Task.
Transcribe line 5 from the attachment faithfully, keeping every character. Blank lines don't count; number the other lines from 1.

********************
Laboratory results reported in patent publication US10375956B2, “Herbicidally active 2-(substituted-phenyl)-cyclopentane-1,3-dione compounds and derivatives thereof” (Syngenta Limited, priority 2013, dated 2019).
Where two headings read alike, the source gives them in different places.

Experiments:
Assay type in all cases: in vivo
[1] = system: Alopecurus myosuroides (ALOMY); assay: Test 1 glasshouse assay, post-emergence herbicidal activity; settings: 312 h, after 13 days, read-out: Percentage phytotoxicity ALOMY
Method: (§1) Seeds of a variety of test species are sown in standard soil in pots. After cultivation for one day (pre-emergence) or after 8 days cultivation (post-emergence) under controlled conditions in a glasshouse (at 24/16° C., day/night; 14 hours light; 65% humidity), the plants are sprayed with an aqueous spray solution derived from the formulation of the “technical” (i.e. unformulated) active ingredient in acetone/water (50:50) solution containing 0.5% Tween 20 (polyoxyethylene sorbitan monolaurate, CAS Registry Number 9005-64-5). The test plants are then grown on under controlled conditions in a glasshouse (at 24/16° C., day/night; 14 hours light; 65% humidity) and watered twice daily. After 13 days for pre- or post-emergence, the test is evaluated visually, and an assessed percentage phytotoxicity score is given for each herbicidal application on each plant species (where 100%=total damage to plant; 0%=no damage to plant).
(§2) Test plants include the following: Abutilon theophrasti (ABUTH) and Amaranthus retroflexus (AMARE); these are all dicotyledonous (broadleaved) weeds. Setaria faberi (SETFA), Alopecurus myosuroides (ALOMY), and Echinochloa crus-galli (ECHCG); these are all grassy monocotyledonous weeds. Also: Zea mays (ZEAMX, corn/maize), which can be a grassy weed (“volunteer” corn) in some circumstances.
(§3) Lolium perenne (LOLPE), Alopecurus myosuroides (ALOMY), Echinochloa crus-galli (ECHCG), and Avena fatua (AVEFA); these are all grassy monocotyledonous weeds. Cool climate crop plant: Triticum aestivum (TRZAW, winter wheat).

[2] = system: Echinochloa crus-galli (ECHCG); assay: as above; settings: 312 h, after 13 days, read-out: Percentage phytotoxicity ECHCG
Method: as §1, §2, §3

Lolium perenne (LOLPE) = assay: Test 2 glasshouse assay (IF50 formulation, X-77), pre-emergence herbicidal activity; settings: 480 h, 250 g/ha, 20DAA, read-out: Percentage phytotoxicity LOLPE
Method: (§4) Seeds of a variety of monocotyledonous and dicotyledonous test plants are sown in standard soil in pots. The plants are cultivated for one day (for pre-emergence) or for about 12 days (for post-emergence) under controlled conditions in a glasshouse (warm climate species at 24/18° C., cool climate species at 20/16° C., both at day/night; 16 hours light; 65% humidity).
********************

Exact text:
[1] = system: Alopecurus myosuroides (ALOMY); assay: Test 1 glasshouse assay, post-emergence herbicidal activity; settings: 312 h, after 13 days, read-out: Percentage phytotoxicity ALOMY